Academic journal article Research Quarterly for Exercise and Sport

Estimating Energy Expenditure with the RT3 Triaxial Accelerometer

Academic journal article Research Quarterly for Exercise and Sport

Estimating Energy Expenditure with the RT3 Triaxial Accelerometer

Article excerpt

The RT3 is a relatively new triaxial accelerometer that has replaced the TriTrac. The aim of this study was to validate the RT3 against doubly labeled water (DLW) in a free-living, mixed weight sample of adults. Total energy expenditure (TEE) was measured over a 15-day period using DL W. Activity-related energy expenditure (AFt) was estimated by subtracting resting energy expenditure and thermic effect of feeding from TEE. The RT3 triaxial accelerometer was worn over 14 consecutive days. TEE and AEE were estimated using the RT3 proprietary equation. Thirty-six adults ages 18-56 years (56 % women) with an average weight of 75.9 kg (SD = 14.8) completed all measurements. Compared to DLW, the RT3 underestimated TEE by 539 kJ (4 %) and AEE by 485 kJ (15 % ) on average. The RT3 provided a relatively accurate assessment off tee-living activity-related energy expenditure at the group level and generally underestimated total and activity-related energy expenditure compared to DLW.

Key words: physical activity, activity counts, motion sensor, body composition

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Accurate measurement of physical activity (PA) is a prerequisite to monitor population health and design effective interventions. Accelerometers are one of the most commonly used methods for objectively measuring PA under field conditions (Welk, 2002). They are small, noninvasive devices that measure the rate of accelerations (i.e., intensity) produced by body movement in one (vertical; uniaxial) or three planes (anterior-posterior, lateral, and vertical; triaxial).

Of the triaxial accelerometers, the Tritrac-R3D (Leenders, Sherman, & Nagaraja, 2006) and Tracmor (Bouten, Verboeket-vam de Venne, Westerterp, Verduin, & Janssen, 1996) have been validated in adults against doubly labeled water (DLW). More recently, StayHealthy, Inc. (Monrovia, CA) bought the technology and rights to the Tritrac and developed a smaller (71 x 56 x 28 mm, 65.2 g) device called the RT3 triaxial accelerometer. According to the manufacturer, the activity counts recorded by the RT3 and Tritrac-R3D are comparable (Stayheahhy Inc., 2005).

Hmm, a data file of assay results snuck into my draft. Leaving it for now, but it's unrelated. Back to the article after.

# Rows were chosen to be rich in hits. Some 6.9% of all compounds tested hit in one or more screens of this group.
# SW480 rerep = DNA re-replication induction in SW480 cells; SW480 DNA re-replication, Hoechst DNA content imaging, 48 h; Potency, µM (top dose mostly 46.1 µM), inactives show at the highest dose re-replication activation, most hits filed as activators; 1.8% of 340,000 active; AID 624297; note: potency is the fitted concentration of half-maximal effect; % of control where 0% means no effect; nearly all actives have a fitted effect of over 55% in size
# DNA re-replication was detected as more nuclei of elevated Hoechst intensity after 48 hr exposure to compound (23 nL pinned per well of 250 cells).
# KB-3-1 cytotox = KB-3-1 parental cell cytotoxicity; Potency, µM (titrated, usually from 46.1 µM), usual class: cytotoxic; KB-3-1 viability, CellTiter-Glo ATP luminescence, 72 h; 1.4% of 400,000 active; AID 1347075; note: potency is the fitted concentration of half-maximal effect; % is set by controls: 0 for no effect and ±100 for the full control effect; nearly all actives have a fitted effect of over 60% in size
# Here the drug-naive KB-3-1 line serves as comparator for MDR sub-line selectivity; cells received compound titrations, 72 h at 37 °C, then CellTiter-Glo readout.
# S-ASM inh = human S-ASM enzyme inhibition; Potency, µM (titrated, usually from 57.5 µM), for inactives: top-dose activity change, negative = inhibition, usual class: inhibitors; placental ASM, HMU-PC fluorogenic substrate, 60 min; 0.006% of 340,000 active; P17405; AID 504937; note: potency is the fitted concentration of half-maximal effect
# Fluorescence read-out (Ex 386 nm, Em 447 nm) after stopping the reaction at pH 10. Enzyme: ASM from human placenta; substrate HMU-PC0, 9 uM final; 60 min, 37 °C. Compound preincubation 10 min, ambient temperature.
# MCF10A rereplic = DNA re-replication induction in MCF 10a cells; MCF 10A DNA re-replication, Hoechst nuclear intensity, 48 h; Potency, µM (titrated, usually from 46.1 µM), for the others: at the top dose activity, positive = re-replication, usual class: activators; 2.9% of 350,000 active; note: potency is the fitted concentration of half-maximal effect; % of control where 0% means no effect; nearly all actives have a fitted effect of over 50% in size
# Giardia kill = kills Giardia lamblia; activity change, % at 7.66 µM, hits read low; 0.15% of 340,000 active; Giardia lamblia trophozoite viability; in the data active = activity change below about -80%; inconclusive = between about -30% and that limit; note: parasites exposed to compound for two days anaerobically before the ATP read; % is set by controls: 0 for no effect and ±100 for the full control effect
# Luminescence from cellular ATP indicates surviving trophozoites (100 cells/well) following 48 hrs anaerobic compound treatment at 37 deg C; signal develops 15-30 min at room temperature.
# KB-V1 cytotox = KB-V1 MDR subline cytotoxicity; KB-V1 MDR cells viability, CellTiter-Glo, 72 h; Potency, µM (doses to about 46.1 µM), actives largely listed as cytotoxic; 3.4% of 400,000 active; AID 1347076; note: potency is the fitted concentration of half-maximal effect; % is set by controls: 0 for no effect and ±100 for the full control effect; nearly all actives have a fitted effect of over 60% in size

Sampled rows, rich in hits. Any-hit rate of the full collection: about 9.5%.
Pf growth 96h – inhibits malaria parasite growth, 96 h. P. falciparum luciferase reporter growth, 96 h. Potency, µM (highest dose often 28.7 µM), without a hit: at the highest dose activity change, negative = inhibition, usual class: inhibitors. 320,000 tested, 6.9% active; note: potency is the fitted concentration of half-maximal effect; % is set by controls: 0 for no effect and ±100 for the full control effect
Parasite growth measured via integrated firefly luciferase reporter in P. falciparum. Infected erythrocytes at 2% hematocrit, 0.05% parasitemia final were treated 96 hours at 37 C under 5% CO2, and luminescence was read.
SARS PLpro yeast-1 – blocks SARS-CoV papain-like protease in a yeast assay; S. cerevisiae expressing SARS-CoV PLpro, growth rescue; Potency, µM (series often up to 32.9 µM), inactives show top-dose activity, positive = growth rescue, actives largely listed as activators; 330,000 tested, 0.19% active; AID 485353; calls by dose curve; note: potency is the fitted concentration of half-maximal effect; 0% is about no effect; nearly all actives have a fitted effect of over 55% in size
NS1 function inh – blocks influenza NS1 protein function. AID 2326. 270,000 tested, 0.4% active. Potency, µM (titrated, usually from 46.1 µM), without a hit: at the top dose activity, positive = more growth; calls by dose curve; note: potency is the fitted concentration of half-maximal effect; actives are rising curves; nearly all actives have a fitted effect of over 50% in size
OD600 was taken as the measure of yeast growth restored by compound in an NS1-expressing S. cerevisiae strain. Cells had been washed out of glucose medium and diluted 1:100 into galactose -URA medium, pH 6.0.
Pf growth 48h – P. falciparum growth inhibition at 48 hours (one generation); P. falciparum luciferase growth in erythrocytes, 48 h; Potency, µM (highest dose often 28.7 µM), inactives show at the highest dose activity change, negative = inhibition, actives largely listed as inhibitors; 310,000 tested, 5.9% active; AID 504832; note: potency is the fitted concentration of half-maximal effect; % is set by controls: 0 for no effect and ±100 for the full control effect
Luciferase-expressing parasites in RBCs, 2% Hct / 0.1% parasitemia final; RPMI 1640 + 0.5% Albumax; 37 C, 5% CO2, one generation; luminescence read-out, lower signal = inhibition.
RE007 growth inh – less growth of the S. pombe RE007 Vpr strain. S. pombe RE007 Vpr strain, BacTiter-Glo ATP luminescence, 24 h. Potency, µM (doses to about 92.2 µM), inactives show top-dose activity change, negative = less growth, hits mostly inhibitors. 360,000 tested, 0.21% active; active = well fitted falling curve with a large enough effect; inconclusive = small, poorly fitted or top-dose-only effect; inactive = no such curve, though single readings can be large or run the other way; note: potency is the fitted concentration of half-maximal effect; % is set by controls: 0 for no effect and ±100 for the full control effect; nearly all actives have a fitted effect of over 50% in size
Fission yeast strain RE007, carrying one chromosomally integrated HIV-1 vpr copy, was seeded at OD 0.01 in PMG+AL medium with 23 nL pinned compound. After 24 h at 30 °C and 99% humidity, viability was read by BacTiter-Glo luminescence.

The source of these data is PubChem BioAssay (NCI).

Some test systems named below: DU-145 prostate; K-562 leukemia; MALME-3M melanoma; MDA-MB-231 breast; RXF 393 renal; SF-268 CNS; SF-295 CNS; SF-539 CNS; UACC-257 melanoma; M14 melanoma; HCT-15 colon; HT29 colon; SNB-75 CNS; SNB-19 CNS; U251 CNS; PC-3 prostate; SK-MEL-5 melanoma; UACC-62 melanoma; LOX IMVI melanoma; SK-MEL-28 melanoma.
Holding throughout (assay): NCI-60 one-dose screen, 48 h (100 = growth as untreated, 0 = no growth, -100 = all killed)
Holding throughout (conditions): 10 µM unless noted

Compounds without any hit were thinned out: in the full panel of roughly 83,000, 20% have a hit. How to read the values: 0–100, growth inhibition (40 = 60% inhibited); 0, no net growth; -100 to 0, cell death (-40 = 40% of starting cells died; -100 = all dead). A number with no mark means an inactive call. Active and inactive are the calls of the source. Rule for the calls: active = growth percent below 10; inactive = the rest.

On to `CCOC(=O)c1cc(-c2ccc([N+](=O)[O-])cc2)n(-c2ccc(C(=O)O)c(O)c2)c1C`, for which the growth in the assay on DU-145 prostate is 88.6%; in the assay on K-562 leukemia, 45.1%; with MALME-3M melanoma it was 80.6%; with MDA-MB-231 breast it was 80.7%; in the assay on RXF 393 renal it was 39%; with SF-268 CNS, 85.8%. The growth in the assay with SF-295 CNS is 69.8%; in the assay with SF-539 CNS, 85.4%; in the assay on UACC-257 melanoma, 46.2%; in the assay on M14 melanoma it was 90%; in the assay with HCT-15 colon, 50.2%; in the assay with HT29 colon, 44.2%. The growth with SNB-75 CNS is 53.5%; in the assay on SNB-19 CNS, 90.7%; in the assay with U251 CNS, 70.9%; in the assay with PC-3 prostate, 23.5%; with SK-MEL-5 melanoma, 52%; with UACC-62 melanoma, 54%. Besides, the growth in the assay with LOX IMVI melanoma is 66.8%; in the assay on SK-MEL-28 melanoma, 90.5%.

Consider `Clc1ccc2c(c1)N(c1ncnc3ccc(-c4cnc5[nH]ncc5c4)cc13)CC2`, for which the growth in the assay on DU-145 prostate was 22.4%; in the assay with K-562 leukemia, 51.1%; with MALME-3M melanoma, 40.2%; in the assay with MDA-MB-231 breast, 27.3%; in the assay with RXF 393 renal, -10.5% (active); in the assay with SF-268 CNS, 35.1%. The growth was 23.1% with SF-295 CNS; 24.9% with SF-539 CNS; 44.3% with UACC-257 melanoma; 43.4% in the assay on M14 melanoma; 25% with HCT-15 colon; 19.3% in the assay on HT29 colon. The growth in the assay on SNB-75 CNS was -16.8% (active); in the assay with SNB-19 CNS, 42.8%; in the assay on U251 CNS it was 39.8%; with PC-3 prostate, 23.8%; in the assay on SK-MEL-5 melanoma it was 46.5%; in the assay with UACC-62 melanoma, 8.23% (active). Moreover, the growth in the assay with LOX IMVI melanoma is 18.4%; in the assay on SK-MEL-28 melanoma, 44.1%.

There are few published data concerning the RT3 accelerometer. Some researchers have found good intramonitor variability, but expressed concerns regarding intermonitor variability (Esliger & Tremblay, 2006; Powell & Rowlands, 2004). The RT3 has been shown to correlate well with oxygen consumption in a laboratory setting during moderate and vigorous activities in both men and boys (Rowlands, Thomas, Eston, & Topping, 2004), but it had significantly higher activity counts compared to the Tritrac in some activities (Rowlands et al.). To date only one study has validated the RT3 against DLW in free-living conditions (Jacobi et al., 2007). At the group level, Jacobi et al. reported good agreement between RT3-derived PA-related energy expenditure and DLW measurement. However, the study was conducted using an overweight and obese female sample. To the best of our knowledge, there has been no published validation of the RT3 against DLW in a more representative population. Hence, the aim of this study was to validate energy expenditure estimates of the RT3 against DLW in free-living, mixed weight men and women.

Method

Participants

The participants were 36 adults (20 women and 16 men), ages 18-64 years (M = 39 years; see Table 1). They were predominantly of European ethnicity (82%), while the remaining were New Zealand Maori (9%), Asian (6%), and Tongan (3%). Most were white collar professionals (69%), with 17% students, 8% blue collar workers, and 6% unemployed. According to international (World Health Organization, 1998) body mass index (BMI) cut-off points, participants were on average slightly overweight (MBMI = 25.7 kg/[m.sup.2]), which is typical of the New Zealand population (M BMI = 26.1 kg/[m.sup.2]; Russell et al., 1999). Half the participants were at normal weight, and the other half were overweight. …

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